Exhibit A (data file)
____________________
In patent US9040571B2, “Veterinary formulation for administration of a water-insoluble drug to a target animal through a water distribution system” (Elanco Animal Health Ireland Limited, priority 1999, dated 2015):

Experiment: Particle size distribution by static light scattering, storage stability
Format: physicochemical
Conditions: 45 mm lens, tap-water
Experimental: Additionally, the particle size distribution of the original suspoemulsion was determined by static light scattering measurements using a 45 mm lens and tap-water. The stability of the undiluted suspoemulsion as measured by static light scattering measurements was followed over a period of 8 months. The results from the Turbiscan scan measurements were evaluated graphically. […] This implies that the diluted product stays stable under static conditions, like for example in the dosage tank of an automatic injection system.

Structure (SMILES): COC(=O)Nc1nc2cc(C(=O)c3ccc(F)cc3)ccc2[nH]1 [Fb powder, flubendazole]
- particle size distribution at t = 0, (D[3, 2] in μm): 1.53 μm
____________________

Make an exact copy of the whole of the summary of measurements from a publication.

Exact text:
In patent US9040571B2, “Veterinary formulation for administration of a water-insoluble drug to a target animal through a water distribution system” (Elanco Animal Health Ireland Limited, priority 1999, dated 2015):

Experiment: Particle size distribution by static light scattering, storage stability
Format: physicochemical
Conditions: 45 mm lens, tap-water
Experimental: Additionally, the particle size distribution of the original suspoemulsion was determined by static light scattering measurements using a 45 mm lens and tap-water. The stability of the undiluted suspoemulsion as measured by static light scattering measurements was followed over a period of 8 months. The results from the Turbiscan scan measurements were evaluated graphically. […] This implies that the diluted product stays stable under static conditions, like for example in the dosage tank of an automatic injection system.

Structure (SMILES): COC(=O)Nc1nc2cc(C(=O)c3ccc(F)cc3)ccc2[nH]1 [Fb powder, flubendazole]
- particle size distribution at t = 0, (D[3, 2] in μm): 1.53 μm